Buddha - Light of Asia:
How We Lost Him At Bamiyan

Shyamal K. Chakravarti

[October 08, 2004]


The Buddha, an apostle of peace, amity and love appeared on earth in the sixth century before Christ. He was not represented in iconic form till the advent of the Christian era. His devotees worshipped the lord only through the symbols. The pre-Christian art in India as carved on pillars of the stupa or the Buddhist monuments depicts his pre-birth stories and other narrative tales meticulously. His earliest anthropomorphic form in art was produced by the artists of the Gandhara school which is also known as Hellenistic art. Another belief ascribes it to the Kushana school of Indian art tradition. 

The origin and development of the Buddha's iconography is interesting. Over the years a new pantheon of Buddhist divinities was created with the evolution of the religious faith and philosophy. The sculptors carved the images in stone, metal and wood; the painters portrayed his figures on paper and canvas; the modelers fashioned his likeness in clay or stucco- their style varying through the ages. Innumerable icons of the Buddha are now known from the countries of Asia which betray significant qualities of artistic exuberance and ideological traits. 

The doctrines of the Buddha were received by two tradesmen of Afghanistan during his lifetime, who went all the way to meet him from Balkh region. In the third century B.C. Indian emperor Asokaspread the message of the lord and his own royal edicts at Kandahar, Sahr-i-Kuna and Laghman in Afghanistan. The sculptures in stucco and sandstone as also paintings depicting the Buddha and other Buddhist deities were gaining much prominence at the rocks and caves of Hadda, Dokhtar-i-Nasirwan and Bamiyan.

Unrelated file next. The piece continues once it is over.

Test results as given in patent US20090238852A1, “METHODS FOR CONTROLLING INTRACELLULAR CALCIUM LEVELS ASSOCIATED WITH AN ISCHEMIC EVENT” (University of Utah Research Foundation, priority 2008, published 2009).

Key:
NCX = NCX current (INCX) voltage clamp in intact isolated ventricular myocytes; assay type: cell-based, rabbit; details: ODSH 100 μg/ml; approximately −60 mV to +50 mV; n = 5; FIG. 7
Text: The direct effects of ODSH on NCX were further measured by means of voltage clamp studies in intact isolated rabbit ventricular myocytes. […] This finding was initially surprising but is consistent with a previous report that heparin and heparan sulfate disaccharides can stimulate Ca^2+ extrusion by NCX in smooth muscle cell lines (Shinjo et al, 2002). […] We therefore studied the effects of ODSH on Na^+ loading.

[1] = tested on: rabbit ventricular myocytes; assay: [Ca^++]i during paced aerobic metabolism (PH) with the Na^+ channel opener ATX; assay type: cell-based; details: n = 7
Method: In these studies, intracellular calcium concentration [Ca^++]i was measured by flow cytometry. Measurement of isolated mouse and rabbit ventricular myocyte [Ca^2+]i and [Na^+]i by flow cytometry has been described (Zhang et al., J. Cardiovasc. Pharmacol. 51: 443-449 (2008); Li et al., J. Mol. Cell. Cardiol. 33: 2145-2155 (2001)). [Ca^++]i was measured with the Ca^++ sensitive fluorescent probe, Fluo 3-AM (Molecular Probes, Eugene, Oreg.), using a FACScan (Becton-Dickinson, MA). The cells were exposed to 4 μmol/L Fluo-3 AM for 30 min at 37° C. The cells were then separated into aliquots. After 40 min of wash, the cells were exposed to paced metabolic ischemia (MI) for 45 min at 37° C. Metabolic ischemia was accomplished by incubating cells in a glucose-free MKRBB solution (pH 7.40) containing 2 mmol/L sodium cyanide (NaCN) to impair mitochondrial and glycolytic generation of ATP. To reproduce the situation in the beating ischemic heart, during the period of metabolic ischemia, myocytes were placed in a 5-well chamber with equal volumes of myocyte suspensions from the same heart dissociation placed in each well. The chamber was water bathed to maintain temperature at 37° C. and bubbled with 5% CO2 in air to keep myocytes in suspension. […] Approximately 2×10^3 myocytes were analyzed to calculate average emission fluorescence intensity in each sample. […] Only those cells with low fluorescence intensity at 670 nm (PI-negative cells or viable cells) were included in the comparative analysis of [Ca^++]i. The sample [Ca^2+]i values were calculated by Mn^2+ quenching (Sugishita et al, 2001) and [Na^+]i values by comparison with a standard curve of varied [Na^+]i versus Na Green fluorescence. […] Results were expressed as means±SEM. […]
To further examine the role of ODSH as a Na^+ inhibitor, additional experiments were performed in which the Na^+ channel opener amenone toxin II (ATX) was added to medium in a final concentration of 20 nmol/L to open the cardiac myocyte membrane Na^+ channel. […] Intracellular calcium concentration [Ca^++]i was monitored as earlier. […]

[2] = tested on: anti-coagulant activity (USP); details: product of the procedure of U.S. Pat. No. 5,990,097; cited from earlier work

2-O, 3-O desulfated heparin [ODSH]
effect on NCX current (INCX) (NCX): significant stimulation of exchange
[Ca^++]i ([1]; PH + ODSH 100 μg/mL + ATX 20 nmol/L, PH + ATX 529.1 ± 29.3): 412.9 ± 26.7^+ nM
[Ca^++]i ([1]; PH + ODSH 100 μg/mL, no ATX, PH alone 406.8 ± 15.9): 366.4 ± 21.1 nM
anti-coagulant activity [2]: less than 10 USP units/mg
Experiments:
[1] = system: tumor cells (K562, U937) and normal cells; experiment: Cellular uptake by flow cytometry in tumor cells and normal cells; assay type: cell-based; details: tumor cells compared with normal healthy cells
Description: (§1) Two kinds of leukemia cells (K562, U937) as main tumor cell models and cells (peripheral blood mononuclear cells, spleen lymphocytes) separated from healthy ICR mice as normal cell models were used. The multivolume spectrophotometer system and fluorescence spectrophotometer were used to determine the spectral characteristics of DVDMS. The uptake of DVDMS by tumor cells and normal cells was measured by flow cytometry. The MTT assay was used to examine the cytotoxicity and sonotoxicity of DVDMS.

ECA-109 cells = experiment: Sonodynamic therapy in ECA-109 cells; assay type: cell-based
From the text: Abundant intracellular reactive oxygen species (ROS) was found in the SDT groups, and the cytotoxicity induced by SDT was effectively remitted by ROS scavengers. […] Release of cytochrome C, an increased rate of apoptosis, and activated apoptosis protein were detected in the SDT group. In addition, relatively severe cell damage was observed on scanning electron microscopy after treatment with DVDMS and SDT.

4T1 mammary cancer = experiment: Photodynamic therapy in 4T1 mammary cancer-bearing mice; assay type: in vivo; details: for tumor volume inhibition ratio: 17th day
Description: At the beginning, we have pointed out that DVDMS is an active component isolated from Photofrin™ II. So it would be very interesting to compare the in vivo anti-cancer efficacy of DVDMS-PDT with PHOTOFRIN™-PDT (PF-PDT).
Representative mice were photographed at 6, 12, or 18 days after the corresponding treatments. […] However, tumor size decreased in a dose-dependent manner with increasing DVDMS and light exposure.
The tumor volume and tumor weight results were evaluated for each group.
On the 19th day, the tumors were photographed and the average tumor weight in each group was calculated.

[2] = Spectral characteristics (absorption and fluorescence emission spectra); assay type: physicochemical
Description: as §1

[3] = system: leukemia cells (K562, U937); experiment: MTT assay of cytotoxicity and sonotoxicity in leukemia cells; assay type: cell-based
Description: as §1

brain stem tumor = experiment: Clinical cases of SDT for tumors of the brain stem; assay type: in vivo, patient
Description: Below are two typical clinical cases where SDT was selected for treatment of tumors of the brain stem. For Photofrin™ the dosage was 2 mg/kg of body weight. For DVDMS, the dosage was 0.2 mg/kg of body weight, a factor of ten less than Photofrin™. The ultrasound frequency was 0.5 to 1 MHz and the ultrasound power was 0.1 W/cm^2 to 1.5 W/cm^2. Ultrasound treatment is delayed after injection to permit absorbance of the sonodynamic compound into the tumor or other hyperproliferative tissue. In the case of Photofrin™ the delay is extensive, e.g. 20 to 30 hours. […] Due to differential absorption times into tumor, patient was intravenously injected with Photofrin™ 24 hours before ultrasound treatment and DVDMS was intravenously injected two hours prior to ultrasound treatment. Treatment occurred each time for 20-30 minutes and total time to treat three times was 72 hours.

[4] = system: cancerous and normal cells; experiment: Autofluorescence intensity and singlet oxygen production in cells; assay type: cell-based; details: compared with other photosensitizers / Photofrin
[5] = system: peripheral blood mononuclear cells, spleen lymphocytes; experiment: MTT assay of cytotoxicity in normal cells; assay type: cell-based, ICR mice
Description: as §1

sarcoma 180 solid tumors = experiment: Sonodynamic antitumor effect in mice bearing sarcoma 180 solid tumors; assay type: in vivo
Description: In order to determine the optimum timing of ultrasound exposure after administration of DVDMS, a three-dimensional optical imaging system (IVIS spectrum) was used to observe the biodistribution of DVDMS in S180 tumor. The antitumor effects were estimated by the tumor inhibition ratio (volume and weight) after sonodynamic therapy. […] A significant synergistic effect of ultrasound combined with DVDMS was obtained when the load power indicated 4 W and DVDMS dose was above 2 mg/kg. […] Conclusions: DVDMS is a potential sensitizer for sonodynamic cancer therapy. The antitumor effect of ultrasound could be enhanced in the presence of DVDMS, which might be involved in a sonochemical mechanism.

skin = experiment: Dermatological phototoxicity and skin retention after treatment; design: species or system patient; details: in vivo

Situated between two rivers the Amudaria and the Sind, Bamiyan a small township in Afghanistan stands at the crossroad of an ancient trade way between India and other west and central Asian countries. Here at the valley of Bamiyan scooped out of rocky mountains once stood before 2001 two colossal images of the Buddha the larger of 175 feet and the smaller 120 feet high drawing admirable attention from the pilgrims and travelers of the rest of the world over a span of seventeen hundred years.


The statues made of calcareous stone of the Hindukush mountain finished with the mixture of lime and sand, covered with metal sheets that had produced a resplendent glossy overtone were the marvel of plastic art. Both the Buddha figures offering gesture of protection betray a grand hallmark of craftsmanship of the Kushana and Gupta art of India supplemented by a touch of Greco-Roman   and Iranian art idiom. The ceilings and niches of these Bamiyan caves that adorn the twin statues also display murals also reflect an intermingled style of Iran, India and Central Asia. 

Over this long period of history the two colossal were enduring the ravages of time and onslaught of political turmoil with pity. But the Bamiyan Buddhas failed to remain on earth this time as a veritable treasure of art and history of mankind. They are lost to posterity.




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